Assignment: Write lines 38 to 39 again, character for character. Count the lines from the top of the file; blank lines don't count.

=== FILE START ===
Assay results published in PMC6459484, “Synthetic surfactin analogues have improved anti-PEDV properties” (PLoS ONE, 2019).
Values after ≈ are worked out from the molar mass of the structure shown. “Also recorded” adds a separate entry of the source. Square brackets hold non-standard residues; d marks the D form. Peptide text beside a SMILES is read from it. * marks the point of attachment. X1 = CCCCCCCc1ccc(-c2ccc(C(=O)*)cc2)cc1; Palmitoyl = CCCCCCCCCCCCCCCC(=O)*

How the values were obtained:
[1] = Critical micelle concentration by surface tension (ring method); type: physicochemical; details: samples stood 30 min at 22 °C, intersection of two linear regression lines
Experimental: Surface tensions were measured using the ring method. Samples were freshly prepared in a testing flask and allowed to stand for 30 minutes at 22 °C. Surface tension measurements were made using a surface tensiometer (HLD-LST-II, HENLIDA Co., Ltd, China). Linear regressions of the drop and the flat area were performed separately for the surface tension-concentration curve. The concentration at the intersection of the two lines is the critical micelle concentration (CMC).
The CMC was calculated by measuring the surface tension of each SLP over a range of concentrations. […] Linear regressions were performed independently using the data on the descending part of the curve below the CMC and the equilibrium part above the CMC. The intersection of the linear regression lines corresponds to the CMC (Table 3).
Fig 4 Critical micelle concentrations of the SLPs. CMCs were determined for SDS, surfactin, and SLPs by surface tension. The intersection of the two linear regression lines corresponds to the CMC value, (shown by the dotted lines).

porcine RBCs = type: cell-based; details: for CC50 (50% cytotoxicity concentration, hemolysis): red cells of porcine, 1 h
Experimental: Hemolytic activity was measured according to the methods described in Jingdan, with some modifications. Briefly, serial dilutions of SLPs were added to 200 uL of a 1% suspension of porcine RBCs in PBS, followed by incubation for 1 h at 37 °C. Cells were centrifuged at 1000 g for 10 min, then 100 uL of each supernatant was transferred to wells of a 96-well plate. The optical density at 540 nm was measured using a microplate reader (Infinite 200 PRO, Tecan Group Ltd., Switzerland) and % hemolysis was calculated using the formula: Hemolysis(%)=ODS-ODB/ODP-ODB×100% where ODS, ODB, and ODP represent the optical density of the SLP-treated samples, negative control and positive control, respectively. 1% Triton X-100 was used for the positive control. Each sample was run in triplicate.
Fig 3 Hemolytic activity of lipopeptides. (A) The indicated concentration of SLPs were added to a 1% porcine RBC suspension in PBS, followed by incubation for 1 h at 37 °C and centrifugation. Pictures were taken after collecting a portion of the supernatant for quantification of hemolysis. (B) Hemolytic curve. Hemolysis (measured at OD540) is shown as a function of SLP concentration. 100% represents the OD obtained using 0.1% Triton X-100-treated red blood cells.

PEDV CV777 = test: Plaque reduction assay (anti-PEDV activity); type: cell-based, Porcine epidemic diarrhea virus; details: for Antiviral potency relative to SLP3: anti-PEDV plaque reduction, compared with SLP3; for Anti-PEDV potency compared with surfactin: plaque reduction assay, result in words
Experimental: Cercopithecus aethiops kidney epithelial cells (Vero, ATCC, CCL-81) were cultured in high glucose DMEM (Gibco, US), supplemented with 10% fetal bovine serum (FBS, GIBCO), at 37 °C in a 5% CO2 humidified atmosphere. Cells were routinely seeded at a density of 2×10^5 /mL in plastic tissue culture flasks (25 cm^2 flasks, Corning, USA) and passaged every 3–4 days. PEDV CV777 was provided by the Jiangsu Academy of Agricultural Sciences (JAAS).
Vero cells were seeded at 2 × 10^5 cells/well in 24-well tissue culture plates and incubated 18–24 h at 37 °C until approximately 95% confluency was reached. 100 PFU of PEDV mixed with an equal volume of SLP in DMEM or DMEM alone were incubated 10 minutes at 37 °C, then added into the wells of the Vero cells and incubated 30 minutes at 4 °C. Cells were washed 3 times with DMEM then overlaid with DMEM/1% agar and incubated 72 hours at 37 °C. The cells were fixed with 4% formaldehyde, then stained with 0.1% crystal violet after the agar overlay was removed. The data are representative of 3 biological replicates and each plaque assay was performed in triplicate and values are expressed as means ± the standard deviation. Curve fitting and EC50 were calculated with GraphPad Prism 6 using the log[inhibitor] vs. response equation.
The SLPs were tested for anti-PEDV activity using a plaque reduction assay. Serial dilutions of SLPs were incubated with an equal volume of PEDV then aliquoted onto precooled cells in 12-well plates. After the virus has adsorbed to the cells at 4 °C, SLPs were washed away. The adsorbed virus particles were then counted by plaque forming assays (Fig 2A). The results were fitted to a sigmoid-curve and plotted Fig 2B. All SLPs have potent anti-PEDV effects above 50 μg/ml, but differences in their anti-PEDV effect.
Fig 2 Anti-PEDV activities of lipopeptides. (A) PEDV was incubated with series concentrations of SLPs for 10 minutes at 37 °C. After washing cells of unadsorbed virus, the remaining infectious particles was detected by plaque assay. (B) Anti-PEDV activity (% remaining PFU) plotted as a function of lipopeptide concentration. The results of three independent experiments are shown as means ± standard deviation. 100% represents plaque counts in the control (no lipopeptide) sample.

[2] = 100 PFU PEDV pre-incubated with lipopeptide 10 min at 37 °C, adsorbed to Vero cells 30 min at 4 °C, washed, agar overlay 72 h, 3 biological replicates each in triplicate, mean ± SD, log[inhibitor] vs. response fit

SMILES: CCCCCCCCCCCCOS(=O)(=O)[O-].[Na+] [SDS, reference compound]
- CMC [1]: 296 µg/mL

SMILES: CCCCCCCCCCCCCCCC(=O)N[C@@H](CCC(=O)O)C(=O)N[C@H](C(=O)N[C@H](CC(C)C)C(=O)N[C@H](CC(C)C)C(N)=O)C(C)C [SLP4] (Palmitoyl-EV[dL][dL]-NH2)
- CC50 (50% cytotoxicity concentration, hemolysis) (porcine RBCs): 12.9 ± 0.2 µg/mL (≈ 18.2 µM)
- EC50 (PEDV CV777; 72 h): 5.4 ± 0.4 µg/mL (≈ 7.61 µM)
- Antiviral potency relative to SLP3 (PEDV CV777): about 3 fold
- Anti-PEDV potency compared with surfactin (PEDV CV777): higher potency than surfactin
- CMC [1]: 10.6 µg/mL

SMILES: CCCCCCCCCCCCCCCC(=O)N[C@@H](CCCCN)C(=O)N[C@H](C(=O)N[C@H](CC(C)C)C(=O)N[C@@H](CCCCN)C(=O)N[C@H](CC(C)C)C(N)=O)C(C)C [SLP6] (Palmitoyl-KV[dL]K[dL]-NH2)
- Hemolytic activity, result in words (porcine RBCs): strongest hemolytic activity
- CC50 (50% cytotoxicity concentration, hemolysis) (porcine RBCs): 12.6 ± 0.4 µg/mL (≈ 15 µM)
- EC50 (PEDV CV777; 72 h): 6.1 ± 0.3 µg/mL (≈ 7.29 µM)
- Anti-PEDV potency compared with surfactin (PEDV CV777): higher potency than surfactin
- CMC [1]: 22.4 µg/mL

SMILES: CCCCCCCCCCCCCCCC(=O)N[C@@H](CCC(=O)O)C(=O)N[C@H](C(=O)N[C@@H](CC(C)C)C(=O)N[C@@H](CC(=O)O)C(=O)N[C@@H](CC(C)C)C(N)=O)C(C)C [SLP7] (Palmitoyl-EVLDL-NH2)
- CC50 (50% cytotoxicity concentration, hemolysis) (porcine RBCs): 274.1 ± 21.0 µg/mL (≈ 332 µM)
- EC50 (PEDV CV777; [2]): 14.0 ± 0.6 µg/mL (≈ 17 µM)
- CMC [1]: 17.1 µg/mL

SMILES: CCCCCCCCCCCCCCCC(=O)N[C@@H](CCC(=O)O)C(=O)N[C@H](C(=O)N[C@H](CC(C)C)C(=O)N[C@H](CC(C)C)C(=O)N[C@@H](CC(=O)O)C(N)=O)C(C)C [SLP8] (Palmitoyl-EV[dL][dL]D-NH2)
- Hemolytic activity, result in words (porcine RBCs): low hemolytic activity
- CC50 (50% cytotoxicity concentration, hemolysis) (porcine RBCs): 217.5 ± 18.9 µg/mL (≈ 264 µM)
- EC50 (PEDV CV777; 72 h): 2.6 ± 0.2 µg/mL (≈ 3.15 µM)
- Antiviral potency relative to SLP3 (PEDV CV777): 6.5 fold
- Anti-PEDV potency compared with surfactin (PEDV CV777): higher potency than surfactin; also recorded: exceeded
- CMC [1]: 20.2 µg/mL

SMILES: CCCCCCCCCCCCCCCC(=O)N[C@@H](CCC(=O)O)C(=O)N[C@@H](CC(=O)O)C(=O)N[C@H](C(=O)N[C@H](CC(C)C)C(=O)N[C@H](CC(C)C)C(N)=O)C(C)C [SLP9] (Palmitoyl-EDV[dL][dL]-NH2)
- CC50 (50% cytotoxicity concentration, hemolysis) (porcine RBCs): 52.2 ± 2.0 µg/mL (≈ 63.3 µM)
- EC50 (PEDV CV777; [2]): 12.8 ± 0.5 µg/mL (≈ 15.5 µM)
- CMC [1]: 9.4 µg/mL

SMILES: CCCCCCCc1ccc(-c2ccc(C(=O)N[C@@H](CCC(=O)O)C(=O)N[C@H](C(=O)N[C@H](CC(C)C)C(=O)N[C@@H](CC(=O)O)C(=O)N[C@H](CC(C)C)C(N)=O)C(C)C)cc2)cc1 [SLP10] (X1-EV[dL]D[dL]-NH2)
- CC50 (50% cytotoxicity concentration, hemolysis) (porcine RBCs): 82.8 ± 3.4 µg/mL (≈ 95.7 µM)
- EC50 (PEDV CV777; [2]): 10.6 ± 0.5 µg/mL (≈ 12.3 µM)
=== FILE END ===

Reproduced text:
- EC50 (PEDV CV777; 72 h): 2.6 ± 0.2 µg/mL (≈ 3.15 µM)
- Antiviral potency relative to SLP3 (PEDV CV777): 6.5 fold